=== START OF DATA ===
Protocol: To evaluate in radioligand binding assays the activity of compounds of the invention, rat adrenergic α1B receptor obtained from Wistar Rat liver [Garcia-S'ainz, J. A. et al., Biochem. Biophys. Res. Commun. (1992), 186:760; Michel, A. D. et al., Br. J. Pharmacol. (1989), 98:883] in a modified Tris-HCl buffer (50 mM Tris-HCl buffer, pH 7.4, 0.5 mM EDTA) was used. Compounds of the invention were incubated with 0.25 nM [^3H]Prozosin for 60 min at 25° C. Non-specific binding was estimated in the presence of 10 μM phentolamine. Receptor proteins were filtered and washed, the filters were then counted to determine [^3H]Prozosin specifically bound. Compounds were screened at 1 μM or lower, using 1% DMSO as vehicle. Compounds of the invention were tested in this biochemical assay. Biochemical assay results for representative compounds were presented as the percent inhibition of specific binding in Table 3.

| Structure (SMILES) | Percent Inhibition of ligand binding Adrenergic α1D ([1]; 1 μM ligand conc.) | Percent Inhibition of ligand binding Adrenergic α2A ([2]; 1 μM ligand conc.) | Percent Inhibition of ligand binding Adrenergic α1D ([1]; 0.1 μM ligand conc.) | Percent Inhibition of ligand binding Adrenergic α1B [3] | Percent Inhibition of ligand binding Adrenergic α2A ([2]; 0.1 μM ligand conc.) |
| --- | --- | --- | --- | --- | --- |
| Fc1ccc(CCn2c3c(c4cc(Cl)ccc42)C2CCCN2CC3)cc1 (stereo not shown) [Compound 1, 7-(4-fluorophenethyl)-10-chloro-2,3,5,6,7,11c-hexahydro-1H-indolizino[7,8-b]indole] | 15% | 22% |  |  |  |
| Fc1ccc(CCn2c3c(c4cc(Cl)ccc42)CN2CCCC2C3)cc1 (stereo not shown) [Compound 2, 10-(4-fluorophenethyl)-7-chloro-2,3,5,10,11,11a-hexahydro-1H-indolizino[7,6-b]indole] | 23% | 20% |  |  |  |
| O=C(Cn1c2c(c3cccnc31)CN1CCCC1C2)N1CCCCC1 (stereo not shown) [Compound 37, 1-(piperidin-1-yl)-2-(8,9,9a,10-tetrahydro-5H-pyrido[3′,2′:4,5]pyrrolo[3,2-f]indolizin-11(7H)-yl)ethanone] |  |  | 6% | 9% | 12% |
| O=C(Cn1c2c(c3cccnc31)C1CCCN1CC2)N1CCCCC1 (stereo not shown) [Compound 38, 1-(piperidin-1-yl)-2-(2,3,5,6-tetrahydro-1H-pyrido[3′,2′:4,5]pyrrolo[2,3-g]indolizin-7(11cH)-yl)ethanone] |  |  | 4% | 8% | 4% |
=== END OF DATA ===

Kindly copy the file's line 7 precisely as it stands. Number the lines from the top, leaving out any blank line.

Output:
| O=C(Cn1c2c(c3cccnc31)C1CCCN1CC2)N1CCCCC1 (stereo not shown) [Compound 38, 1-(piperidin-1-yl)-2-(2,3,5,6-tetrahydro-1H-pyrido[3′,2′:4,5]pyrrolo[2,3-g]indolizin-7(11cH)-yl)ethanone] |  |  | 4% | 8% | 4% |